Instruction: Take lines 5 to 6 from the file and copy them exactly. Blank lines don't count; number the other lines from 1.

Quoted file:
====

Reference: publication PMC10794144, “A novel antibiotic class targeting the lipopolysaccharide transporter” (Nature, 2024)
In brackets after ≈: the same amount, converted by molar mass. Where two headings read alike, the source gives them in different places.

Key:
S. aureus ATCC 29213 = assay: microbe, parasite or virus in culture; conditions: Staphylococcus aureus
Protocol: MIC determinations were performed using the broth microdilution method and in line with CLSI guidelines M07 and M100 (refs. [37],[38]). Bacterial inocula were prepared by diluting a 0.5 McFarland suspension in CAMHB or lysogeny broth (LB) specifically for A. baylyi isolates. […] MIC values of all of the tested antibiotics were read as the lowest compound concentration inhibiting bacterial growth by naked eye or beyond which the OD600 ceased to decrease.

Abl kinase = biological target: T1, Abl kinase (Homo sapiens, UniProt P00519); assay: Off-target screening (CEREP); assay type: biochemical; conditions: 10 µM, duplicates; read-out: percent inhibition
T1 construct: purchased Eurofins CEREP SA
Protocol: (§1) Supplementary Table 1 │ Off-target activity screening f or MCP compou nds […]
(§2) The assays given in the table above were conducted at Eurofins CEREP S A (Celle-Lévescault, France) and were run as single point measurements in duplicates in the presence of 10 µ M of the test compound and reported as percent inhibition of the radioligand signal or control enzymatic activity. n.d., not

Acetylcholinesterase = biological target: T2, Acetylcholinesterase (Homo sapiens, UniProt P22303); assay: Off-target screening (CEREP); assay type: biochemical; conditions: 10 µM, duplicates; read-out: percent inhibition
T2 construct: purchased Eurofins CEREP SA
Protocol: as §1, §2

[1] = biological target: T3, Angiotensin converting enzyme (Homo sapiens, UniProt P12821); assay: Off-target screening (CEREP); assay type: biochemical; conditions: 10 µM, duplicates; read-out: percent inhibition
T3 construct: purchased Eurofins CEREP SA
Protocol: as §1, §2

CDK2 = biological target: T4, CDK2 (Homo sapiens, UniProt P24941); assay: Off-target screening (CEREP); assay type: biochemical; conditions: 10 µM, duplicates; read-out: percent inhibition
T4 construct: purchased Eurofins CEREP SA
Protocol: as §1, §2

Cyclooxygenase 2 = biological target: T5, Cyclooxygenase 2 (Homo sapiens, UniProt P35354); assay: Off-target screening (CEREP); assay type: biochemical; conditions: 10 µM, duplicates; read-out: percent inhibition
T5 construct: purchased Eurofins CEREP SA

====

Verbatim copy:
Protocol: MIC determinations were performed using the broth microdilution method and in line with CLSI guidelines M07 and M100 (refs. [37],[38]). Bacterial inocula were prepared by diluting a 0.5 McFarland suspension in CAMHB or lysogeny broth (LB) specifically for A. baylyi isolates. […] MIC values of all of the tested antibiotics were read as the lowest compound concentration inhibiting bacterial growth by naked eye or beyond which the OD600 ceased to decrease.

Abl kinase = biological target: T1, Abl kinase (Homo sapiens, UniProt P00519); assay: Off-target screening (CEREP); assay type: biochemical; conditions: 10 µM, duplicates; read-out: percent inhibition